The surrender of the Ariel

At the end of that year the battalion of 136 Marines under Maj Addison Garland were not so successful. Embarking at New York on the mail steamer Ariel on December 1, they were assigned as a permanent garrison for the new naval base at Mare Island, California. Six days into her voyage the Ariel was off Cape Maysi, on the eastern tip of Cuba, when she was intercepted by the Confederate commerce raider Alabama, commanded by Capt Raphael Semmes. Initially forming his Marines to repel boarders, Garland changed his mind when shots from the Alabama

Raphael Semmes

The crew of the ironclad USS Galena gather for the photographer after the engagement at Drewry's Bluff in May 1862. Several Marines are seated on the bulwark in the foreground. (Naval Historical Center photo NH53984)

Siege Charleston

1863: The siege of Charleston

During July 1863, Maj Zeilen, by then post commander at Brooklyn Marine Barracks, was ordered to recruit a Marine battalion to assist Rear Adm John A.Dahlgren and the South Atlantic Blockading Squadron in the siege operations against Charleston, South Carolina. The 276-strong battalion arrived at Morris Island, SC, on August 6. With those already taken from the vessels of his squadron Dahlgren now had at his disposal about 540 Marines, who were formed into a four-company battalion. By September 4, Zeilen had been taken ill and replaced in command by LtCol John Reynolds.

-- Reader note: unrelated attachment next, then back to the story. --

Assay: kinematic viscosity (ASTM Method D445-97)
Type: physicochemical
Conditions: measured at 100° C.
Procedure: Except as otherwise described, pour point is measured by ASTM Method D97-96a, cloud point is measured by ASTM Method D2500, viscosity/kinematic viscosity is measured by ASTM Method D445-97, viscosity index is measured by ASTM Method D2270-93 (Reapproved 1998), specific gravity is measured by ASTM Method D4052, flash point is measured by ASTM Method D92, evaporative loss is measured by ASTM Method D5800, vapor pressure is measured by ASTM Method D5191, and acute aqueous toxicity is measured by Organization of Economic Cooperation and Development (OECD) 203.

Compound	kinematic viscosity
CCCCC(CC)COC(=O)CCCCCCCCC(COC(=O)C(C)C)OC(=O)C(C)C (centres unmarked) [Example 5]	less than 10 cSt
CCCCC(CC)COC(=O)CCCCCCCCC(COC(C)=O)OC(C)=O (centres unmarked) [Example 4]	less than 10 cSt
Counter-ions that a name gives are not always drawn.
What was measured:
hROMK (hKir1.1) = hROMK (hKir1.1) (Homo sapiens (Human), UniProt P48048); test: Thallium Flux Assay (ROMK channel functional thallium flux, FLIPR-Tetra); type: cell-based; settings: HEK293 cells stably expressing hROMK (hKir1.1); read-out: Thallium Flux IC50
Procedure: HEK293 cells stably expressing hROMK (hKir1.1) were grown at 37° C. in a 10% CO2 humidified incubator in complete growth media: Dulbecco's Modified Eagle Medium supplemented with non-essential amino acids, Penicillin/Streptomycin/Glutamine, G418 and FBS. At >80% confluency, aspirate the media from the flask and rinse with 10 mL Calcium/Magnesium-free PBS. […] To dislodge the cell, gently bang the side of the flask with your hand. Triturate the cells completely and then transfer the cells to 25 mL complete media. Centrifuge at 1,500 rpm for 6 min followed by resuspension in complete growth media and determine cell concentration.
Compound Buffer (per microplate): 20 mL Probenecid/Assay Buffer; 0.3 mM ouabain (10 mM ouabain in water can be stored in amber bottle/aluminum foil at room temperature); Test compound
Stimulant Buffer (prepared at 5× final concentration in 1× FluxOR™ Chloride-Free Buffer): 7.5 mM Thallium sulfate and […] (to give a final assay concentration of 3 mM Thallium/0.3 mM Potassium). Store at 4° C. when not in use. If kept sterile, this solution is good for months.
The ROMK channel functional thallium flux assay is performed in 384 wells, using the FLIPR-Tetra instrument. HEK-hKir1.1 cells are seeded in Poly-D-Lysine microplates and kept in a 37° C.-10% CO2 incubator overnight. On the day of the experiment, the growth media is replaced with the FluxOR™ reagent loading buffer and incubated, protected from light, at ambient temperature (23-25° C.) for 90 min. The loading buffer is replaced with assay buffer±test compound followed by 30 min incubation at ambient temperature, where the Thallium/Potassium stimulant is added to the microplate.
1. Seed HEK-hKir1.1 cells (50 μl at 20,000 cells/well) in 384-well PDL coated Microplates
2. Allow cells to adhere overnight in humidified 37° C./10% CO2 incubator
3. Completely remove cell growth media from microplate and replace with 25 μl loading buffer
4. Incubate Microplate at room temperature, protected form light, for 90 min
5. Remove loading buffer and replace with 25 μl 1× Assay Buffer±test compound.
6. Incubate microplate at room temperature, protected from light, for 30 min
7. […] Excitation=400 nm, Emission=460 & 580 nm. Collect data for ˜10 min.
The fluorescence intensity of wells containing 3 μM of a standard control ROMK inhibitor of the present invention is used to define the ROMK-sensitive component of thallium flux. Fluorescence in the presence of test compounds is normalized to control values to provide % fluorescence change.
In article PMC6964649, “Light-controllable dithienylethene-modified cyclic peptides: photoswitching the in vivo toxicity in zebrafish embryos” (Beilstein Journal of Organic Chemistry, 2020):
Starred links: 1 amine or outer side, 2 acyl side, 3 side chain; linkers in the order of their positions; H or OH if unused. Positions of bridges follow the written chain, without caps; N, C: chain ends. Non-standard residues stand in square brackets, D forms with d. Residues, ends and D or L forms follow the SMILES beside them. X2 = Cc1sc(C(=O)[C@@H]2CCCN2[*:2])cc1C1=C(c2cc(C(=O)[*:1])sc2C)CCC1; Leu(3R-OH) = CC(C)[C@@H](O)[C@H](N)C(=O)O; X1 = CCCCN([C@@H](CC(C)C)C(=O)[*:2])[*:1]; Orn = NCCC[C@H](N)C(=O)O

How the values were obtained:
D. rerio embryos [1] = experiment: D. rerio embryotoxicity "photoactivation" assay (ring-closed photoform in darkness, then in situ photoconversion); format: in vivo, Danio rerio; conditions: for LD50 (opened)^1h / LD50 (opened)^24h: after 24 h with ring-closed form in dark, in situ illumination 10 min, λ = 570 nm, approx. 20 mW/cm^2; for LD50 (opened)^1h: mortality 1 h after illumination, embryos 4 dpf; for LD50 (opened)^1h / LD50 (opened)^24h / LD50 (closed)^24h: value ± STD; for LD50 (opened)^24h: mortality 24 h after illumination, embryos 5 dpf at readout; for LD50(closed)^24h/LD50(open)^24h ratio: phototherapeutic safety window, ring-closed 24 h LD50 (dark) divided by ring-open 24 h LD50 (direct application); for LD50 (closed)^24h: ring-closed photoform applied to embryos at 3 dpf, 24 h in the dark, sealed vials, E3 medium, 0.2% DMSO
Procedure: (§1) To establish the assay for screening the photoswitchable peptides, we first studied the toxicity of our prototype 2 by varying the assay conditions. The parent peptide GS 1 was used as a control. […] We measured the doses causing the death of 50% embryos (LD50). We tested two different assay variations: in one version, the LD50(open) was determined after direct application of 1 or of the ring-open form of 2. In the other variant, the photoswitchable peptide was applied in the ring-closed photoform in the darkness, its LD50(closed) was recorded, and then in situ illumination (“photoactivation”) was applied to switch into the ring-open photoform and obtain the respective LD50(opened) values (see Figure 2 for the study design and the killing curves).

Men from the Marine battalion, under Capt Charles G.McCawley. joined a volunteer force of sailors, plus Marines from ships' guards which conducted a disastrous assault on Fort Sumter in Charleston Harbor on September 8. This attack was prompted by the Confederate refusal to surrender Charleston following the Federal capture of Morris Island the day before. Due to a remarkable lack of communication between the Army and the Navy, Gen Quincy A.Gilmore, commander of the Department of the South, also planned for the Army to mount a boat attack on the fort on September 8. When he discovered the Navy plan Gilmore suggested that an Army officer assume overall responsibility for a combined operation; but Dahlgren declined to place his naval forces under Army control. The two boat attacks proceeded independently, although the Army attack was cancelled once the alarm had been raised following the failure of the Navy operation.